Most Read Articles – Intelsat CEO, Self-Driving Cars, ADI Investment


What topics are covered this week? There’s ADI investing 100 million euros in Limerick, self-driving cars clocking up mileage, contracts awarded to build a network in space, a possible palladium and neon shortage and the naming of the next Intelsat CEO…

5. ADI invests 100 million euros in Limerick
Analog Devices will invest 100 million euros in a European research center in Limerick, over three years. ADI Catalyst will be a purpose-built 100,000 square foot campus in the Raheen Business Park in Limerick. “ADI Catalyst is a state-of-the-art collaboration accelerator where ecosystems of customers, business partners, and suppliers engage with ADI,” according to the company. “This latest phase of expansion will also see the creation of 250 new jobs in the Irish market by 2025.” These “will primarily focus on the development of software solutions and AI innovations in areas such as Industry 4.0, sustainable energy, automotive electrification and next-generation connectivity”.

4. Self-driving cars double test mileage
Self-driving cars traveled twice as many miles on California roads last year as they did in 2020 with 22 companies driving more than four million miles last year, according to the California Department Of Motor Vehicles (DMV) which licenses self-driving cars. driverless car testing on public roads. The DMV licensed 50 companies but only 22 cars actually tested last year — possibly the result of industry mergers and acquisitions. Waymo flew the most miles with 2.3 million, followed by Cruise with 876,104 miles. Waymo and Cruise’s combined mileage – 3.2 million miles – accounted for 80% of total miles flown for the year – up from 70% last year. traveled 305,616 miles and Zoox traveled 155,125. Apple traveled 13,272 miles.

3. Lockheed Martin, Northrop Grumman and York Space win space network contracts
The U.S. Space Development Agency (SDA) has awarded three U.S. companies contracts worth up to $1,774 million to produce a constellation of 126 LEO (Low Earth Orbit) satellites, for a meshed space network satellite communications. Each will produce 42 satellites by 2024, operating in two aircraft in near-polar low Earth orbit (21 space vehicles, or satellites, for each orbital aircraft). Lockheed Martin’s contract is valued at $700 million, Northrop Grumman’s at $692 million and York Space’s at $382 million.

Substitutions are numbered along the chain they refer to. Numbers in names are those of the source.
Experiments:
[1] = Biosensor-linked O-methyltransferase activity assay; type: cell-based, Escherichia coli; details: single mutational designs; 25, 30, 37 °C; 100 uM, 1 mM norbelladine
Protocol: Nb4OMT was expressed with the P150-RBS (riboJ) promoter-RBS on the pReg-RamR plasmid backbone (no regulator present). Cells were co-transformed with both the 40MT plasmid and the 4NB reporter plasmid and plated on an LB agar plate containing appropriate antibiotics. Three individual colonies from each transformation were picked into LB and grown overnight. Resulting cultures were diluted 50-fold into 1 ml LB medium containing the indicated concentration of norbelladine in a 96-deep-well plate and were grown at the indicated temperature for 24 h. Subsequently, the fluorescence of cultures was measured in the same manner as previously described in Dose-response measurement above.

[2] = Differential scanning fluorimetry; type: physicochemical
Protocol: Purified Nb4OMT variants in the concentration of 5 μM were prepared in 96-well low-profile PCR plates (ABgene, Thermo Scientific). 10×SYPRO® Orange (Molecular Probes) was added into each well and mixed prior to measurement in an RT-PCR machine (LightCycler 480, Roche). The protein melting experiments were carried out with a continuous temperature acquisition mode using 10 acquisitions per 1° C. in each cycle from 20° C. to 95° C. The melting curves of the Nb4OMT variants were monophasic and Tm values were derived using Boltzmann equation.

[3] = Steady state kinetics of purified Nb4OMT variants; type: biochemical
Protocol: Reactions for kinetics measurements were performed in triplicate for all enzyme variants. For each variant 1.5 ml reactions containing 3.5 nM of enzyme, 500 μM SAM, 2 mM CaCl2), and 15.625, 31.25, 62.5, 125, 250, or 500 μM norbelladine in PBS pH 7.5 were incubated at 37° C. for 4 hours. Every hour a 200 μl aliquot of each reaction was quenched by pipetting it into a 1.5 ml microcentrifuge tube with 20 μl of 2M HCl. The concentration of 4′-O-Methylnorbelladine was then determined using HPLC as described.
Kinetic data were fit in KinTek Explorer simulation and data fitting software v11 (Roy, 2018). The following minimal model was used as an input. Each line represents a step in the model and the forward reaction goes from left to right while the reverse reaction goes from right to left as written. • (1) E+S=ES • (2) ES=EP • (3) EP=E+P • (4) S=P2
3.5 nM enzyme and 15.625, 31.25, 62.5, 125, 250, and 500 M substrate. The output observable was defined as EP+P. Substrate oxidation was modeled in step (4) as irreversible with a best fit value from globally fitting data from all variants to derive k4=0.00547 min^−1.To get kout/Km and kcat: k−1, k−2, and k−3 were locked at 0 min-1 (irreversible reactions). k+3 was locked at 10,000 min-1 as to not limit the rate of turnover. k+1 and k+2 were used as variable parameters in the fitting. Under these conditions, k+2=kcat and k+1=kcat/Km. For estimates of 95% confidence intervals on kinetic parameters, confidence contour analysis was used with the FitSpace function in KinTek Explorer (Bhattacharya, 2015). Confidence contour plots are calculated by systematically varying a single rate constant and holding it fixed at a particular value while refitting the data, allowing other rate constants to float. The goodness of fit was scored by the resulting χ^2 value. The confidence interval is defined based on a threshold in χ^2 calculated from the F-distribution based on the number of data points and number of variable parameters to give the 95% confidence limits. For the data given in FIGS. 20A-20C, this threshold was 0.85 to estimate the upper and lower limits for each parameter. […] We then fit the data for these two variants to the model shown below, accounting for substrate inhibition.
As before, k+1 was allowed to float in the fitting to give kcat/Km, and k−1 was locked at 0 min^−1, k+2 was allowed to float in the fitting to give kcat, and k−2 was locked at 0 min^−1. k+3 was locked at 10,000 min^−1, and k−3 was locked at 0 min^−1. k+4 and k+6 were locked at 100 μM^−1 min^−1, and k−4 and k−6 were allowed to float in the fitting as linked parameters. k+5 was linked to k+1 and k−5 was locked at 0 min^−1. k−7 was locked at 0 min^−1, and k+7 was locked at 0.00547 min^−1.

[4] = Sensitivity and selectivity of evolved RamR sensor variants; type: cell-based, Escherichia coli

2. Neon, Palladium [Mannerisms]
The electronics industry could be hurt by a shortage of palladium and neon if this war drags on for long, according to Moody’s Analytics. Russia provides over 40% of the world’s palladium supply and Ukraine produces 70% of the world’s neon supply. About 75% of neon usage is in semiconductor manufacturing where it is used in lithography.

1. Intelsat appoints David Wajsgras as CEO
Five months after its current CEO, Stephen Spengler, announced his intention to leave, Intelsat has named its next CEO, David Wajsgras. The Virginia-based satellite communications service provider, which was previously an intergovernmental consortium, recently completed its exit from Chapter 11 in the United States. After two years of financial restructuring – focused on C-band spectrum changes for 5G services – the company has improved its liquidity and reduced its debt by more than half, from around $16 billion to $7 billion.


Comments are closed.